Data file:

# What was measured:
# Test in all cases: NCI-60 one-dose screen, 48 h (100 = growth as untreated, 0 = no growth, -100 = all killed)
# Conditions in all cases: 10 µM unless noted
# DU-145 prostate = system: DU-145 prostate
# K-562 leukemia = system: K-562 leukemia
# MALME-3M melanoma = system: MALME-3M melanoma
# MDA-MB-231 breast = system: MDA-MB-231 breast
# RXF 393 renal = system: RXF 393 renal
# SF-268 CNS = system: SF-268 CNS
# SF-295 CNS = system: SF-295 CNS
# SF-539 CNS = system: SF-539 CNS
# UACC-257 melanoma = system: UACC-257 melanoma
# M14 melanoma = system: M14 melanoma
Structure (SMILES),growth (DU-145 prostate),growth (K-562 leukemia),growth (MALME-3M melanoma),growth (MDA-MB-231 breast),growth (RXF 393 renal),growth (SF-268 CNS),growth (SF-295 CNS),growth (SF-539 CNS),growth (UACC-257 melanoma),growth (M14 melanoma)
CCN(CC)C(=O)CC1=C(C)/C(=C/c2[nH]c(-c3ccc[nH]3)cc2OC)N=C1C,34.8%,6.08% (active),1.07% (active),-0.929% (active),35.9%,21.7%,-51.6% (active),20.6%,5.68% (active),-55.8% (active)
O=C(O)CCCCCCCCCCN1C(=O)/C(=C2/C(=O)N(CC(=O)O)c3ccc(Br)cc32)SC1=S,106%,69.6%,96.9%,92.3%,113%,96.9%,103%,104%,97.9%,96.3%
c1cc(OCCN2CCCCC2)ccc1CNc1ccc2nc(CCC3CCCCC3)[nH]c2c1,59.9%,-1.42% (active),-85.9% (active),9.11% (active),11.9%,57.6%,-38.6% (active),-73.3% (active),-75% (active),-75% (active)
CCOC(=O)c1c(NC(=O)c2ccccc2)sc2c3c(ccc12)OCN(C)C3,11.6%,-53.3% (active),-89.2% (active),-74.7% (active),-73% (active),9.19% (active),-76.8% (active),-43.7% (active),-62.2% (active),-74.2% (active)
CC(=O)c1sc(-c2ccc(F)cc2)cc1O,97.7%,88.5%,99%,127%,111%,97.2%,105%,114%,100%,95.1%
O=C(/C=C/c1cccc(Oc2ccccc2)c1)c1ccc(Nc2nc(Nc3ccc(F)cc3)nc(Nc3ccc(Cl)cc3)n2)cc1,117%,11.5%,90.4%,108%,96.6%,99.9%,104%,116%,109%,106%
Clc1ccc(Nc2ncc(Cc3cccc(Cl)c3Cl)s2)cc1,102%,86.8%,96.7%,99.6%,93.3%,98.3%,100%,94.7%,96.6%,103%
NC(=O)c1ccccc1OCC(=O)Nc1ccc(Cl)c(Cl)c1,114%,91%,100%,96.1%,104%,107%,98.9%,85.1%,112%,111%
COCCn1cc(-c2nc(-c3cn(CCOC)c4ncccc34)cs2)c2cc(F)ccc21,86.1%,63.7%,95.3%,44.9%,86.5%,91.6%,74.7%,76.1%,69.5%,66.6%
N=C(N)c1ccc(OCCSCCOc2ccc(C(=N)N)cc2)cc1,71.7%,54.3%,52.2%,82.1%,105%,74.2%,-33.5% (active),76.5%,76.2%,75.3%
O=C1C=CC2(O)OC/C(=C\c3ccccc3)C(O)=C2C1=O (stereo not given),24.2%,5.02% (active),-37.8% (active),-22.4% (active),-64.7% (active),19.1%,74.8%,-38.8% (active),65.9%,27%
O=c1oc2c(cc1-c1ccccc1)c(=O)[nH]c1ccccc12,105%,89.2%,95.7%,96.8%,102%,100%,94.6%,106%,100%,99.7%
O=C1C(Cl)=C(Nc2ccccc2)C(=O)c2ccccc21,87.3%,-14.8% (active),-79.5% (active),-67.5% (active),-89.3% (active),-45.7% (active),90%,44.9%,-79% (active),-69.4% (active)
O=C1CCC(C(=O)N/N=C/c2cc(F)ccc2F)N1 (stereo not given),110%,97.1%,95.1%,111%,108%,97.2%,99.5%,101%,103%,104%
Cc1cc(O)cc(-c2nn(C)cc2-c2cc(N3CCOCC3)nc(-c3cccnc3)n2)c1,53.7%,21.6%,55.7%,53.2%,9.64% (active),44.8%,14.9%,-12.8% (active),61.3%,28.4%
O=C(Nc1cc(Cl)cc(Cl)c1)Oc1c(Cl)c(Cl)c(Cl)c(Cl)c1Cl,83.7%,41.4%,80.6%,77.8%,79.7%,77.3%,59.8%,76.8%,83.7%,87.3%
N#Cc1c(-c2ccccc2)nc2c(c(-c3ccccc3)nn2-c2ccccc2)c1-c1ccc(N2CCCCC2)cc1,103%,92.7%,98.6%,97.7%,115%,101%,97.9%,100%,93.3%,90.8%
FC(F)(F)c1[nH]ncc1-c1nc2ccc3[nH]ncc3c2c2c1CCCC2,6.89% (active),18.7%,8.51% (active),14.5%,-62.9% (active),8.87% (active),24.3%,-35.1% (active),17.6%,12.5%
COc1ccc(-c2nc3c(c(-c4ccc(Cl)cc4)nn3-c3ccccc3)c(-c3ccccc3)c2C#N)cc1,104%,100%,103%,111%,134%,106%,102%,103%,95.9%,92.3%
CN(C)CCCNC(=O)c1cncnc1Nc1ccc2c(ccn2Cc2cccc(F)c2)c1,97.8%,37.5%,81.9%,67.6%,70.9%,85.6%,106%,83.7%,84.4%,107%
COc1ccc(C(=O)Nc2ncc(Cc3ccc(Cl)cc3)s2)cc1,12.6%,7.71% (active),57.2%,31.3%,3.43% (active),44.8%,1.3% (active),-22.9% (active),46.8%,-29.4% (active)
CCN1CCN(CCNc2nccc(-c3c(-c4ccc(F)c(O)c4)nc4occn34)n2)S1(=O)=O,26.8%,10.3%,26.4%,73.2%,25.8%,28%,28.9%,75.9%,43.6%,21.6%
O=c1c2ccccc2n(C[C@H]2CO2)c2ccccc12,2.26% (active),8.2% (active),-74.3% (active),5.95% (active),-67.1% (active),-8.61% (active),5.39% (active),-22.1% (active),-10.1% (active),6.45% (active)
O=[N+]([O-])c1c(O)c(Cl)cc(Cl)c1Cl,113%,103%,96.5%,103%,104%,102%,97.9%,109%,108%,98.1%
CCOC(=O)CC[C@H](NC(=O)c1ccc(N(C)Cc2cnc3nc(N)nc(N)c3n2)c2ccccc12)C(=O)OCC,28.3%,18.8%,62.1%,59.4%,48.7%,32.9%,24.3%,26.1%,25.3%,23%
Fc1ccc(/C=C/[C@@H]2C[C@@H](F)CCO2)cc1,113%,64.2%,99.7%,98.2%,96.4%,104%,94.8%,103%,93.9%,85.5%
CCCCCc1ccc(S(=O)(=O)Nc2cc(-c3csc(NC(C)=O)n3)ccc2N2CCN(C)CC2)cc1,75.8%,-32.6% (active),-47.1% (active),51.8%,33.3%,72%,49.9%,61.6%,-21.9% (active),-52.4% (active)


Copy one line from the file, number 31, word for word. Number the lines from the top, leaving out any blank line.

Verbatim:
N#Cc1c(-c2ccccc2)nc2c(c(-c3ccccc3)nn2-c2ccccc2)c1-c1ccc(N2CCCCC2)cc1,103%,92.7%,98.6%,97.7%,115%,101%,97.9%,100%,93.3%,90.8%